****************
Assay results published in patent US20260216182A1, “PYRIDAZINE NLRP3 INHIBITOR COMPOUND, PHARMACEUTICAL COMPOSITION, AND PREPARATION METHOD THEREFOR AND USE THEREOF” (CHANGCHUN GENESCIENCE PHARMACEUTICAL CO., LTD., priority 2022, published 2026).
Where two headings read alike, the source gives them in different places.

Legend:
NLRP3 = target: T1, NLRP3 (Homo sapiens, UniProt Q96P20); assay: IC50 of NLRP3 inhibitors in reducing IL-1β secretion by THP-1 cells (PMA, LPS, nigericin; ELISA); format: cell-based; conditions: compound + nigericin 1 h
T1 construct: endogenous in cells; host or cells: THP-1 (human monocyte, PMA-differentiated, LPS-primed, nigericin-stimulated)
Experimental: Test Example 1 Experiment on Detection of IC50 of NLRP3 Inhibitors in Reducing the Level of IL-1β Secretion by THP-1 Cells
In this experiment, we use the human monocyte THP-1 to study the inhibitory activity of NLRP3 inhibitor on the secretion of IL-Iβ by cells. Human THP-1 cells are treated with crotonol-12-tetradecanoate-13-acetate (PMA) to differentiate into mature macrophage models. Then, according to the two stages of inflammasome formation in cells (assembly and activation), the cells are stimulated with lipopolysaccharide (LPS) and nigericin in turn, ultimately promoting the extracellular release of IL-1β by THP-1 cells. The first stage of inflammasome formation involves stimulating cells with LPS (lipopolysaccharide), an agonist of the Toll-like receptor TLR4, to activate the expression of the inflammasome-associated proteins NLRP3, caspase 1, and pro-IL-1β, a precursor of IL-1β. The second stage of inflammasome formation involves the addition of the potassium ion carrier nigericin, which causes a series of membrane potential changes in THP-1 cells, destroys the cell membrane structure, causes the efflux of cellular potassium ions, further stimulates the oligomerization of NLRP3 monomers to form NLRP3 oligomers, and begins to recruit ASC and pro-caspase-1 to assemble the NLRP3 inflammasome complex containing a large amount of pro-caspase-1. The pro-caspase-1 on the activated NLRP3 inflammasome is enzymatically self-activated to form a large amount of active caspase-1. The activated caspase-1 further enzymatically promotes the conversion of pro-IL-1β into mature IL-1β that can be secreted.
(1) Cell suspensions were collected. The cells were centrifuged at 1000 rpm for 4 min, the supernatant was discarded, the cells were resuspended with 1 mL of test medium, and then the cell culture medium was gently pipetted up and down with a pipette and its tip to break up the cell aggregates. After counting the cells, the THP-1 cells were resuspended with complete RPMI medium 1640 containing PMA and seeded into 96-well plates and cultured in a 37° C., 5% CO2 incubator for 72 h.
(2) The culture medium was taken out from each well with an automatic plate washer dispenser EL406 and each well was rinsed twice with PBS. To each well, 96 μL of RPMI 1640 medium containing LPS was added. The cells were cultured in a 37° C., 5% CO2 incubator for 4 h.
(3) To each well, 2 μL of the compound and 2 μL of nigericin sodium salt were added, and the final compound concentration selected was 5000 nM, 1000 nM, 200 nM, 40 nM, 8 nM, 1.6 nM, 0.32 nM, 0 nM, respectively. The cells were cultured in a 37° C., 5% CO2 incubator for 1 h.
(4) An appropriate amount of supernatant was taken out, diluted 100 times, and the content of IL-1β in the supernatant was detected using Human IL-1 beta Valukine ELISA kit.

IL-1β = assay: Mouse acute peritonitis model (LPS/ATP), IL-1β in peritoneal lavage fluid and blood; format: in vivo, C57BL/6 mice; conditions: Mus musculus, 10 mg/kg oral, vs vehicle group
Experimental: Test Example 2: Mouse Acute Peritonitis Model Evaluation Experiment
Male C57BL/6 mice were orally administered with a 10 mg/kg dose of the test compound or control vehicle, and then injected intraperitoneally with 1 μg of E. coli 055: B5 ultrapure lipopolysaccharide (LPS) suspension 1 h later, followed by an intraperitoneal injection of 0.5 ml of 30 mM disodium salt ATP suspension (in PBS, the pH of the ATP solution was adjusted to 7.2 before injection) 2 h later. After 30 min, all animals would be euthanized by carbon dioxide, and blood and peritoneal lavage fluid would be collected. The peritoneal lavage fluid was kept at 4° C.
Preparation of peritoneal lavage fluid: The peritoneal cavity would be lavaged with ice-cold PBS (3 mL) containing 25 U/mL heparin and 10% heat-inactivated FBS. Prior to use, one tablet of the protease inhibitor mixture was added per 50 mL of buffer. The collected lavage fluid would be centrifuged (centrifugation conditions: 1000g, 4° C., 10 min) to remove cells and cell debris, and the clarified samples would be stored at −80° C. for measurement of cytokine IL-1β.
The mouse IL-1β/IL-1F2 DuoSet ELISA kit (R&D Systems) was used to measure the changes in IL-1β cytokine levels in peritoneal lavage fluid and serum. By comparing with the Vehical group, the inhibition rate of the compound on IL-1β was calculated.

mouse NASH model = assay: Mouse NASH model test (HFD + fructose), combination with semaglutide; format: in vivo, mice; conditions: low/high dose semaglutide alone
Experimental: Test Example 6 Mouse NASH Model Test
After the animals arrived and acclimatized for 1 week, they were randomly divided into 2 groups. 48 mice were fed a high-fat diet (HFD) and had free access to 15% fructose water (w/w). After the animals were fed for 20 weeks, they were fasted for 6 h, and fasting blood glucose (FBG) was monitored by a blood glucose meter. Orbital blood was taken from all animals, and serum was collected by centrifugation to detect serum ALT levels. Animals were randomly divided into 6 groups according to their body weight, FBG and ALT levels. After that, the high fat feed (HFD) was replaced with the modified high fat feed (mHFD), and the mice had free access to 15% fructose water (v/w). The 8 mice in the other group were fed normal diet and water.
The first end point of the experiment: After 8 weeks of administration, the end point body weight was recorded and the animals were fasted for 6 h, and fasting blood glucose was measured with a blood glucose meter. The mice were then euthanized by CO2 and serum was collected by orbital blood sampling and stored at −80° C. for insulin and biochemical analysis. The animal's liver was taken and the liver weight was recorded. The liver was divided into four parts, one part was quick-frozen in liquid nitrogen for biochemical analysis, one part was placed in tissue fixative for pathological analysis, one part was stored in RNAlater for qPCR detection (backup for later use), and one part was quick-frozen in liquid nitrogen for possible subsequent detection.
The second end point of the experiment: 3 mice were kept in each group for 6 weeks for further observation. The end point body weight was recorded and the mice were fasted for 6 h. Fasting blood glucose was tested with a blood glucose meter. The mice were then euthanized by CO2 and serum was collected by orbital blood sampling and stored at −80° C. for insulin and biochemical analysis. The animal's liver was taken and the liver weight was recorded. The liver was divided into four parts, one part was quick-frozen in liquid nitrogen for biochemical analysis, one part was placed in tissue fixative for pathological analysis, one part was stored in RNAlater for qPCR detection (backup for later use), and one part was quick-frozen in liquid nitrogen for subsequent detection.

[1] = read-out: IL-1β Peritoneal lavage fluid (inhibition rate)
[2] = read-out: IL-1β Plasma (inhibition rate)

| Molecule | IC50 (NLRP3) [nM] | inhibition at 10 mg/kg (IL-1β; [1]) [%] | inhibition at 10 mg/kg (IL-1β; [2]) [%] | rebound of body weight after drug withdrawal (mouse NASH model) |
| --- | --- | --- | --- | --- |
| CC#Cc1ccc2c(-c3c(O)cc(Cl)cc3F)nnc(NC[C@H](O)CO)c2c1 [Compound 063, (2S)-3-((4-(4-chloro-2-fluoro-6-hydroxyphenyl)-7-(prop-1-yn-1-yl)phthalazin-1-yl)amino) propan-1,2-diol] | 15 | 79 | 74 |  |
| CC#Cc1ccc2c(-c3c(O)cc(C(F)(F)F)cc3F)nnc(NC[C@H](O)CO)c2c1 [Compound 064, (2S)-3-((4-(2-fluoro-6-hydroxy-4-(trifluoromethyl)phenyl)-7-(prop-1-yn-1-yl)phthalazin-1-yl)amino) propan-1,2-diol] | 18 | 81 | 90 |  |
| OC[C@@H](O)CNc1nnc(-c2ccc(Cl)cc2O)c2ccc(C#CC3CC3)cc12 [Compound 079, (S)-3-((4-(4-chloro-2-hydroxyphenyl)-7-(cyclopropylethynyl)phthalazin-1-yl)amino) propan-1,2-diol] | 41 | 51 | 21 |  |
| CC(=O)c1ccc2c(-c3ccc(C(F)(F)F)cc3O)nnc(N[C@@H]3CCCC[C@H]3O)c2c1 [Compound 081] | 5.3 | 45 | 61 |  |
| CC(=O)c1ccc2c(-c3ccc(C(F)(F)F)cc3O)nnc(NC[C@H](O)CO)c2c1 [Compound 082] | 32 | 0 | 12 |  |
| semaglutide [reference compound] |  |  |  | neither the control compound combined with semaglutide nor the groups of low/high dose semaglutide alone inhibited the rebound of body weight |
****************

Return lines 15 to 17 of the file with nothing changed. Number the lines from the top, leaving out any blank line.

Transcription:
Preparation of peritoneal lavage fluid: The peritoneal cavity would be lavaged with ice-cold PBS (3 mL) containing 25 U/mL heparin and 10% heat-inactivated FBS. Prior to use, one tablet of the protease inhibitor mixture was added per 50 mL of buffer. The collected lavage fluid would be centrifuged (centrifugation conditions: 1000g, 4° C., 10 min) to remove cells and cell debris, and the clarified samples would be stored at −80° C. for measurement of cytokine IL-1β.
The mouse IL-1β/IL-1F2 DuoSet ELISA kit (R&D Systems) was used to measure the changes in IL-1β cytokine levels in peritoneal lavage fluid and serum. By comparing with the Vehical group, the inhibition rate of the compound on IL-1β was calculated.

mouse NASH model = assay: Mouse NASH model test (HFD + fructose), combination with semaglutide; format: in vivo, mice; conditions: low/high dose semaglutide alone